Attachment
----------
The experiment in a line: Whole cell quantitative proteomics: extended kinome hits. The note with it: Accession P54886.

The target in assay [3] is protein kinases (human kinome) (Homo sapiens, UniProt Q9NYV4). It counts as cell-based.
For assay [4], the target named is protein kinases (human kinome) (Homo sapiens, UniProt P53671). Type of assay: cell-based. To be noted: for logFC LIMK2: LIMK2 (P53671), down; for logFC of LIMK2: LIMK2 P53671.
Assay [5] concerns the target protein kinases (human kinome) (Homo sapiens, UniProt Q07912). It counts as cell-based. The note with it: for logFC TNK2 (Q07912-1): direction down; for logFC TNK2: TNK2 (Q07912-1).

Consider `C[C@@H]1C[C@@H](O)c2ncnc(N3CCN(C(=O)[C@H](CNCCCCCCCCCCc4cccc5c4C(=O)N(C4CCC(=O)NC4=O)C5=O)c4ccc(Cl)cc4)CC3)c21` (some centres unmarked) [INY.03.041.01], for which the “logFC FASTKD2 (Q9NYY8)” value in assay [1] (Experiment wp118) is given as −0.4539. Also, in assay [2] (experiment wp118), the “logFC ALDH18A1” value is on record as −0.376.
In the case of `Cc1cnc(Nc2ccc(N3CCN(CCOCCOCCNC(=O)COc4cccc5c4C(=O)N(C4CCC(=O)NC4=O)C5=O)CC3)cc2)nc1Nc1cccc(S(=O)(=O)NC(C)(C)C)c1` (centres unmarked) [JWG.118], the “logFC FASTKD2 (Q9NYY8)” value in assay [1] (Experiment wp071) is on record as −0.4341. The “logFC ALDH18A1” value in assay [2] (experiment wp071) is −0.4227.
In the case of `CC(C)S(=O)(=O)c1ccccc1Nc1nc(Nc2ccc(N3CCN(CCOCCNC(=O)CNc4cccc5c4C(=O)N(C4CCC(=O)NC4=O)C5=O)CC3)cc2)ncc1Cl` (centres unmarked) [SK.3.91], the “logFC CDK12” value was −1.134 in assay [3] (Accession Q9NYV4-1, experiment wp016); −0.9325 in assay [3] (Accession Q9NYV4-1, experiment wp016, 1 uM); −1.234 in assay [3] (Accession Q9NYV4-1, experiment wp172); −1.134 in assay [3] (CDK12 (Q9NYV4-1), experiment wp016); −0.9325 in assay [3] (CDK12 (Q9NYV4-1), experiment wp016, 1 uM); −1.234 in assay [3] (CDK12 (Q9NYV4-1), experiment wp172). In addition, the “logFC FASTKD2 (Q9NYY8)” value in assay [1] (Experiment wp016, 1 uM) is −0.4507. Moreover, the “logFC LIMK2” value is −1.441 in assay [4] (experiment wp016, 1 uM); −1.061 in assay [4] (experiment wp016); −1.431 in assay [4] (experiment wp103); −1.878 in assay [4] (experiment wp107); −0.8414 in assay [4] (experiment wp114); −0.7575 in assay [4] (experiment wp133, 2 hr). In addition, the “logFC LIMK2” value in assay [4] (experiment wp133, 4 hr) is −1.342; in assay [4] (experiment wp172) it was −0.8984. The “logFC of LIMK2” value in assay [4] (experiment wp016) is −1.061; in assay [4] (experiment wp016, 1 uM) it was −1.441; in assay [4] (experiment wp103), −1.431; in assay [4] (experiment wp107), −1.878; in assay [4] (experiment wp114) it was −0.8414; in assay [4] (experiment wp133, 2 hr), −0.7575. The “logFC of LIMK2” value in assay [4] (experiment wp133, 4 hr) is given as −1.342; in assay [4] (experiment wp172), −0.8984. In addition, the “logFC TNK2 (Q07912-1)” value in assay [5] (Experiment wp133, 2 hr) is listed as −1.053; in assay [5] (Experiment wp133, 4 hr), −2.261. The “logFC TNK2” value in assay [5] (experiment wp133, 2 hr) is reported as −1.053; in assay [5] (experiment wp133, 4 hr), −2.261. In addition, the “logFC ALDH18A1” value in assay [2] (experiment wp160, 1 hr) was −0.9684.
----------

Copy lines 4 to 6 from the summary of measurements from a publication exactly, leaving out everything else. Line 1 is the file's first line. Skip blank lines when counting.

Assay [5] concerns the target protein kinases (human kinome) (Homo sapiens, UniProt Q07912). It counts as cell-based. The note with it: for logFC TNK2 (Q07912-1): direction down; for logFC TNK2: TNK2 (Q07912-1).

Consider `C[C@@H]1C[C@@H](O)c2ncnc(N3CCN(C(=O)[C@H](CNCCCCCCCCCCc4cccc5c4C(=O)N(C4CCC(=O)NC4=O)C5=O)c4ccc(Cl)cc4)CC3)c21` (some centres unmarked) [INY.03.041.01], for which the “logFC FASTKD2 (Q9NYY8)” value in assay [1] (Experiment wp118) is given as −0.4539. Also, in assay [2] (experiment wp118), the “logFC ALDH18A1” value is on record as −0.376.
In the case of `Cc1cnc(Nc2ccc(N3CCN(CCOCCOCCNC(=O)COc4cccc5c4C(=O)N(C4CCC(=O)NC4=O)C5=O)CC3)cc2)nc1Nc1cccc(S(=O)(=O)NC(C)(C)C)c1` (centres unmarked) [JWG.118], the “logFC FASTKD2 (Q9NYY8)” value in assay [1] (Experiment wp071) is on record as −0.4341. The “logFC ALDH18A1” value in assay [2] (experiment wp071) is −0.4227.